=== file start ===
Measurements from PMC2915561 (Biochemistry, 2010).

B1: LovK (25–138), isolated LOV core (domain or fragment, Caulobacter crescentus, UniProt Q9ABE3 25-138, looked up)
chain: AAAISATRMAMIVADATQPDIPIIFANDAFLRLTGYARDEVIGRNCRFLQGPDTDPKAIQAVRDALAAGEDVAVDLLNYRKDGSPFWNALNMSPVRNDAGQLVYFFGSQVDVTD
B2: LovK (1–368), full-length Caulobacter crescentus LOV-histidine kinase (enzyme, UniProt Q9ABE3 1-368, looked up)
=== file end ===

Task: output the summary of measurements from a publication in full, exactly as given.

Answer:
Measurements from PMC2915561 (Biochemistry, 2010).

B1: LovK (25–138), isolated LOV core (domain or fragment, Caulobacter crescentus, UniProt Q9ABE3 25-138, looked up)
chain: AAAISATRMAMIVADATQPDIPIIFANDAFLRLTGYARDEVIGRNCRFLQGPDTDPKAIQAVRDALAAGEDVAVDLLNYRKDGSPFWNALNMSPVRNDAGQLVYFFGSQVDVTD
B2: LovK (1–368), full-length Caulobacter crescentus LOV-histidine kinase (enzyme, UniProt Q9ABE3 1-368, looked up)